Revising the Storm- Week 24

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I’ve been sharing my work on this story with a writer’s group and getting some feedback from them. They’ve helped me to see the need for more variety in my descriptions of the storm. I don’t mention temperature or smells at all, and I hardly include any sound. Instead I have a lot of very-similar visuals about the waves and the darkness. I use different adjectives each time, but it’s still a repeat of the same picture. I also revisit the same obstacle many times over and over, that of the boats trying to push up a wave and getting tipped to their sides.

Honestly it’s been a little discouraging, having put in this much time and still finding such fundamental shortcomings. However, seeing the problem is the first step to being able to correct them, too. At this point I’m nearly at the end of the third draft, so I’ll push through to that, and then I’ll look into replacing my repetitions with something more inventive.

For now, let’s move forward with today’s touch-ups. Here’s the link to the latest draft if you want to compare it to this new version.

The Climax)

The wave hit, and all the world became water. Its torrent poured into the wheelhouse and slammed against Oscar, knocking his feet out from under him. He tried to get his bearings, tried to make sense of the wind and the sea, tried to figure out what way to maneuver his vessel…but his mind refused to process these things anymore. The last drop of resolve had been wrung from his body, so that all he could think to do was surrender to oblivion.

Cut down on this moment of Oscar’s mental and emotional exhaustion. As I’ve stated several times in this act, I really feel like less is more, and the reader will better grasp what I’m saying if I don’t spell it all out.

“Oscar…” Harry’s voice came softly over the radio. “Let’s face it. We’re going to both die if we keep up like this. But I’ll bet you still have enough fuel to get around the cape…if you weren’t towing me anymore that is.”

“But I am towing you.”

“Oscar, I knew it would be you who came for me. I just knew it would be you. The sea knows I’ve done wrong by you…and it’s brought you here to make things right between us.”

“Harry, please stop. I don’t want—”

“I lied to you Oscar.”

The next wave stretched twice as high as any previous. Oscar let go of the mic, fastening both hands to the wheel and bracing for impact as Harry continued.

“I told you that when I took your son out sailing he forgot to tie down his safety line in the storm. But James was too bright for that. He secured one for himself and for me. He did it just as soon as we were in real trouble. Then we dashed around the boat like mad, trying to tie everything down. I went up to the stern and he went aft. The boat just kept reeling from side-to-side, and each time seemed like the one that would finally throw us in the drink.”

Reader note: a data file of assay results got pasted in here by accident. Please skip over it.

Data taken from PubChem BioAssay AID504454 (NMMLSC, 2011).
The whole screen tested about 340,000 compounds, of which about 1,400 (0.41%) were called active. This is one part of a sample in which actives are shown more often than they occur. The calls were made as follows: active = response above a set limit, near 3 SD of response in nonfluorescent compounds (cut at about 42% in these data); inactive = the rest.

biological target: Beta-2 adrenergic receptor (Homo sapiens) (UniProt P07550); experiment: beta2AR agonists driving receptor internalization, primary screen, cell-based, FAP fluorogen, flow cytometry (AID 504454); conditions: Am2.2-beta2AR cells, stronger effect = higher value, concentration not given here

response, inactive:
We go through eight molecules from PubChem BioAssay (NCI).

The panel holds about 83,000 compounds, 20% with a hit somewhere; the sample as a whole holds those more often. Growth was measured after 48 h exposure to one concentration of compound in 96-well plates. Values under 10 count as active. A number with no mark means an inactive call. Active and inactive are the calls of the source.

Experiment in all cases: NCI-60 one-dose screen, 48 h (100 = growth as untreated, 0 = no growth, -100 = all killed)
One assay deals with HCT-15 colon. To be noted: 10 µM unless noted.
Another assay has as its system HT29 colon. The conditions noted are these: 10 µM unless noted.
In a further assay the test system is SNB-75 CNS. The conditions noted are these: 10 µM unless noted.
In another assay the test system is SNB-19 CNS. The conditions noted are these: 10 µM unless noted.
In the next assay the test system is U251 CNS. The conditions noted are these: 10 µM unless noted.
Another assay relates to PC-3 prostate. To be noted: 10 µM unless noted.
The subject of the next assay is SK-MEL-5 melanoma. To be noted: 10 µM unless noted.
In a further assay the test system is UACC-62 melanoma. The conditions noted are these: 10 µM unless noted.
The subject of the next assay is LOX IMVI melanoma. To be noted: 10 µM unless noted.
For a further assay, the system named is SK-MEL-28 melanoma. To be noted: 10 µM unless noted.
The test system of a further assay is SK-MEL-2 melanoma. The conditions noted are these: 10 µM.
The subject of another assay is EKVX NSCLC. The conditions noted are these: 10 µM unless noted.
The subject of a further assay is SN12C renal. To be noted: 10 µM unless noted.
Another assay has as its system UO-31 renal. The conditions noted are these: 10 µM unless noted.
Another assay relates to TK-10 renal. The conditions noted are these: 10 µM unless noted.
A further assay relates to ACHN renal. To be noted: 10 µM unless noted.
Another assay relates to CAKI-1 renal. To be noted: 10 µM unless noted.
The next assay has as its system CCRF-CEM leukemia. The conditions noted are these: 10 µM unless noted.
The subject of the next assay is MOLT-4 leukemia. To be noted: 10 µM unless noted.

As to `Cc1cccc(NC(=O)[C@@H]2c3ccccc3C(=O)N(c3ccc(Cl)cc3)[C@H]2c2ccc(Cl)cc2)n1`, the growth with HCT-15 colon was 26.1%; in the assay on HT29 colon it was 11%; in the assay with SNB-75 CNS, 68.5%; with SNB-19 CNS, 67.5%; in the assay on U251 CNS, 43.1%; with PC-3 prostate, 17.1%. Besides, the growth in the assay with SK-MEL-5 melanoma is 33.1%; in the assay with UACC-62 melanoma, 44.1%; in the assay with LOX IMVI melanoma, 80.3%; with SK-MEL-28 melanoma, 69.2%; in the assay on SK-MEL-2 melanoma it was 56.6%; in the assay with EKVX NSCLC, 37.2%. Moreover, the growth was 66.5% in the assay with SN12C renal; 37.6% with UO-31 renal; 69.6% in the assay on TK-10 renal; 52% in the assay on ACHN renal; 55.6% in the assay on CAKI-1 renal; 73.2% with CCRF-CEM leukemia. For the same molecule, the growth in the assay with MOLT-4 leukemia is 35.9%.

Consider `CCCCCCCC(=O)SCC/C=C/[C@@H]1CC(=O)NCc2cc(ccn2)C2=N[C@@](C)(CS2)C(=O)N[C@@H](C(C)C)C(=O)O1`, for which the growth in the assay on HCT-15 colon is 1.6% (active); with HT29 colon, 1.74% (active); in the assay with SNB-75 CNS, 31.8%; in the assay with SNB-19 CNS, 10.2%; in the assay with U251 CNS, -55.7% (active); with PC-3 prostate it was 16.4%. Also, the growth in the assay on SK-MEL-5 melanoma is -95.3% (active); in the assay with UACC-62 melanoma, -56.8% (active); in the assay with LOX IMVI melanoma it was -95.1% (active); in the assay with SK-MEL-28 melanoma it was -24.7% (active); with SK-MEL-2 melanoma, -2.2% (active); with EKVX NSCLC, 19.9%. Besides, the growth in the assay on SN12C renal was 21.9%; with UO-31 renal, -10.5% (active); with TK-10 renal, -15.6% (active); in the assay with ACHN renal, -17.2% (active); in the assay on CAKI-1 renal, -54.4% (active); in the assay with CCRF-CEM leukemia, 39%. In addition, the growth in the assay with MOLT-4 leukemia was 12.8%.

A mighty crack sounded as one of the lines on Oscar’s boat snapped.

“Each wave swamped us, half drowned us! I was praying and cursing with every breath I took. Some of the rigging was loose, so I made my way back to the mainmast and threw knots off and back on, pull them tight as I went.”

Oscar flung his arms our for balance as he slid down a water-hill sideways.

“Then the next wave fell on us, the biggest one yet. It was a froth! I couldn’t see. I couldn’t feel what was in my own hands. It seemed like an eternity, but finally it washed away. I was facing towards the rear of the boat and…and I saw nothing. James–he…he just wasn’t there anymore.”

A tide of water swept into Oscar’s cabin. He slipped and fell to his knees, head rolled back, fingertips gripping the wheel.

“I undid his safety line, Oscar. I–I don’t know how I could have…but I did. Somehow in all my blundering I pulled it up along with all the other knots and then that wave hit us and took him out to sea. I–I killed him!”

Oscar’s eyes flowed steady streams. His mouth was open but silent. His whole body heaved as it expelled the last of the air from his lungs. His hands twitched on the edge of the wheel handles.

“And I didn’t have the courage to tell you the truth, Oscar. I let you believe your son was lost because of his own mistake, because he forgot to tie his lifeline in the first place. But that was nothing but a pure lie.”

Oscar’s heart beat heavily inside him. Beat like it would tear him right in two. The pounding of his heart was matched only by the pounding of the waves against his boat. They buffeted his vessel where they would and he did nothing to stop them.

“I undid the wrong lifeline that day, Oscar, and for fifteen years later I’ve been waiting for someone else to untie my line because I’m too much of a coward to do it myself. So…so why don’t you go ahead and cut me loose now? Let me go and make for shore while you still have a chance.”

Little alterations here and there, some lines removed or moved around, reducing the flashes of Oscar being overwhelmed by the sea so that Harry’s confession feels more unbroken. Overall, though, I’ve considered this to be one of the stronger parts of my story and I still do.